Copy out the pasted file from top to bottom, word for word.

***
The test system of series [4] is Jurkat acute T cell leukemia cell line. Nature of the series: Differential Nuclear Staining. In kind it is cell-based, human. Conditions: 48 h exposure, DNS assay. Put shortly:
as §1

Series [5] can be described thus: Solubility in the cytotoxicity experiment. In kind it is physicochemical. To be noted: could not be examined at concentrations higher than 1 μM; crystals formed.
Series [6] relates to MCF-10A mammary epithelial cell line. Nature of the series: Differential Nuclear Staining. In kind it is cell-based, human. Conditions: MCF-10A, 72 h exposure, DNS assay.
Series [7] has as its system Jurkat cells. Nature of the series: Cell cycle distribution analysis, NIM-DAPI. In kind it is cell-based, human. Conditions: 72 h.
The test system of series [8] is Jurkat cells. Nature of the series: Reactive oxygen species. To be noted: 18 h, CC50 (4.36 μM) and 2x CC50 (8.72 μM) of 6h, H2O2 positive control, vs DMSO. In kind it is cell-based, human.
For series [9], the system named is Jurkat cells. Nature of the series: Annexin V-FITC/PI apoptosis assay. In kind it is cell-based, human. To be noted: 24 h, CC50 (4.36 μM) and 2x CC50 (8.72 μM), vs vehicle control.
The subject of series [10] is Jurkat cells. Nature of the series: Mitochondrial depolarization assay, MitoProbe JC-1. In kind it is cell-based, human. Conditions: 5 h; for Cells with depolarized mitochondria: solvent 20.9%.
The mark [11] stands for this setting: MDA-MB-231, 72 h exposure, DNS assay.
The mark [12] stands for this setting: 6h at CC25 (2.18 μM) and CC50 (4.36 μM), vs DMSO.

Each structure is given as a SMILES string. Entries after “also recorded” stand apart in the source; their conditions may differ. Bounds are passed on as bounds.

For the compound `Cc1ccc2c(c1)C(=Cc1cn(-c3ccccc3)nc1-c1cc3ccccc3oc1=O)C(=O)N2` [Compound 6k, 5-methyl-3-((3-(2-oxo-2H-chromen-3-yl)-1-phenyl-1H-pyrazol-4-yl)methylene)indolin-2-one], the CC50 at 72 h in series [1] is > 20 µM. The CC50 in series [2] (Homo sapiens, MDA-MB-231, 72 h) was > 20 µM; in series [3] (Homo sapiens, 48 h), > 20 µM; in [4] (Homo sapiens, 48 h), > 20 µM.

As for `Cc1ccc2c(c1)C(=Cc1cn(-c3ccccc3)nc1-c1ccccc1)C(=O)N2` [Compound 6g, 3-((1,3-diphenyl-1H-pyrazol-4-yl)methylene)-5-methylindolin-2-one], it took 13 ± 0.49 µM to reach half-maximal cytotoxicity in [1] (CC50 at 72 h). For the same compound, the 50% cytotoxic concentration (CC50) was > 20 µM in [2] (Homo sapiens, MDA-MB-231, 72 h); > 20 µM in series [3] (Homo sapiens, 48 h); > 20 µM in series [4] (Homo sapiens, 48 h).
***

The test system of series [4] is Jurkat acute T cell leukemia cell line. Nature of the series: Differential Nuclear Staining. In kind it is cell-based, human. Conditions: 48 h exposure, DNS assay. Put shortly:
as §1

Series [5] can be described thus: Solubility in the cytotoxicity experiment. In kind it is physicochemical. To be noted: could not be examined at concentrations higher than 1 μM; crystals formed.
Series [6] relates to MCF-10A mammary epithelial cell line. Nature of the series: Differential Nuclear Staining. In kind it is cell-based, human. Conditions: MCF-10A, 72 h exposure, DNS assay.
Series [7] has as its system Jurkat cells. Nature of the series: Cell cycle distribution analysis, NIM-DAPI. In kind it is cell-based, human. Conditions: 72 h.
The test system of series [8] is Jurkat cells. Nature of the series: Reactive oxygen species. To be noted: 18 h, CC50 (4.36 μM) and 2x CC50 (8.72 μM) of 6h, H2O2 positive control, vs DMSO. In kind it is cell-based, human.
For series [9], the system named is Jurkat cells. Nature of the series: Annexin V-FITC/PI apoptosis assay. In kind it is cell-based, human. To be noted: 24 h, CC50 (4.36 μM) and 2x CC50 (8.72 μM), vs vehicle control.
The subject of series [10] is Jurkat cells. Nature of the series: Mitochondrial depolarization assay, MitoProbe JC-1. In kind it is cell-based, human. Conditions: 5 h; for Cells with depolarized mitochondria: solvent 20.9%.
The mark [11] stands for this setting: MDA-MB-231, 72 h exposure, DNS assay.
The mark [12] stands for this setting: 6h at CC25 (2.18 μM) and CC50 (4.36 μM), vs DMSO.

Each structure is given as a SMILES string. Entries after “also recorded” stand apart in the source; their conditions may differ. Bounds are passed on as bounds.

For the compound `Cc1ccc2c(c1)C(=Cc1cn(-c3ccccc3)nc1-c1cc3ccccc3oc1=O)C(=O)N2` [Compound 6k, 5-methyl-3-((3-(2-oxo-2H-chromen-3-yl)-1-phenyl-1H-pyrazol-4-yl)methylene)indolin-2-one], the CC50 at 72 h in series [1] is > 20 µM. The CC50 in series [2] (Homo sapiens, MDA-MB-231, 72 h) was > 20 µM; in series [3] (Homo sapiens, 48 h), > 20 µM; in [4] (Homo sapiens, 48 h), > 20 µM.

As for `Cc1ccc2c(c1)C(=Cc1cn(-c3ccccc3)nc1-c1ccccc1)C(=O)N2` [Compound 6g, 3-((1,3-diphenyl-1H-pyrazol-4-yl)methylene)-5-methylindolin-2-one], it took 13 ± 0.49 µM to reach half-maximal cytotoxicity in [1] (CC50 at 72 h). For the same compound, the 50% cytotoxic concentration (CC50) was > 20 µM in [2] (Homo sapiens, MDA-MB-231, 72 h); > 20 µM in series [3] (Homo sapiens, 48 h); > 20 µM in series [4] (Homo sapiens, 48 h).